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December 29, 2015 AT 6:00 am

Time Travel Tuesday #timetravel a look back at the Adafruit, maker, science, technology and engineering world

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1796 – Johann Christian Poggendorff, German physicist and journalist is born.

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Johann Christian Poggendorff, was a German physicist born in Hamburg. By far the greater and more important part of his work related to electricity and magnetism. Poggendorff is known for his electrostatic motor which is analogous to Wilhelm Holtz’s electrostatic machine. In 1841 he described the use of the potentiometer for measurement of electrical potentials without current draw.

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1949 – KC2XAK of Bridgeport, Connecticut becomes the first Ultra high frequency (UHF) television station to operate a daily schedule.

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KC2XAK was the world’s first UHF television station. It was simply a rebroadcast/broadcast translator transmitter of New York City’s WNBT (NBC 4), and broadcast on UHF Channel 24 in Bridgeport, Connecticut. It went on the air on December 29, 1949.

The station’s launch was code-named “Operation Bridgeport”, as a test by RCA and NBC, to determine if the UHF spectrum was feasible to use for communications and broadcasting.

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1958 – Nancy J. Currie, American colonel, engineer, and astronaut is born.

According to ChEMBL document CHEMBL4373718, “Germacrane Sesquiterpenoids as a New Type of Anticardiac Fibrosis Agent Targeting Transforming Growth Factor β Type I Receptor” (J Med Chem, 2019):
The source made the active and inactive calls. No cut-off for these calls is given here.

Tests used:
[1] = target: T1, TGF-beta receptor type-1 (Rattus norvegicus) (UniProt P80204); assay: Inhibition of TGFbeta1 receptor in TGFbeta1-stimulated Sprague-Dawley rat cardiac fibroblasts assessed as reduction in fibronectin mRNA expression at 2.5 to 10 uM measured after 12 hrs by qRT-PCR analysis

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Nancy Jane Currie is an engineer, United States Army officer and a NASA astronaut…

…Currie was assigned to NASA Johnson Space Center in September 1987 as a flight simulation engineer on the Shuttle Training Aircraft, a complex airborne simulator which models flight characteristics of the Shuttle orbiter. An astronaut since 1990, she has been involved in robotic hardware and procedure development for the shuttle and space station and has worked as a spacecraft communicator. Dr. Currie has also served as the chief of the Astronaut Office Robotics and Payloads-Habitability branches and the Habitability and Human Factors Office in JSC’s Space and Life Sciences Directorate. She has assisted the Johnson Space Center’s Automation, Robotics, and Simulation Division in the development of advanced robotics systems and is a consultant to NASA’s Space Human Factors Engineering Project. A veteran of four Space Shuttle missions, she has accrued 1,000 hours in space. She flew as mission specialist – flight engineer, on STS-57 (1993), STS-70 (1995), STS-88 (1998; the first International Space Station assembly mission), and STS-109 (2002).

In September 2003, Currie was selected to lead the Space Shuttle Program’s Safety and Mission Assurance Office. As of 2006, she serves as the Senior Technical Advisor to the Automation, Robotics, and Simulation Division in the JSC Engineering Directorate.

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1959 – Physicist Richard Feynman gives a speech entitled “There’s Plenty of Room at the Bottom“, which is regarded as the birth of nanotechnology.

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“There’s Plenty of Room at the Bottom” was a lecture given by physicist Richard Feynman at an American Physical Society meeting at Caltech on December 29, 1959. Feynman considered the possibility of direct manipulation of individual atoms as a more powerful form of synthetic chemistry than those used at the time. The talk went unnoticed and it didn’t inspire the conceptual beginnings of the field. In the 1990s it was rediscovered and publicised as a seminal event in the field, probably to boost the history of nanotechnology with Feynman’s reputation.

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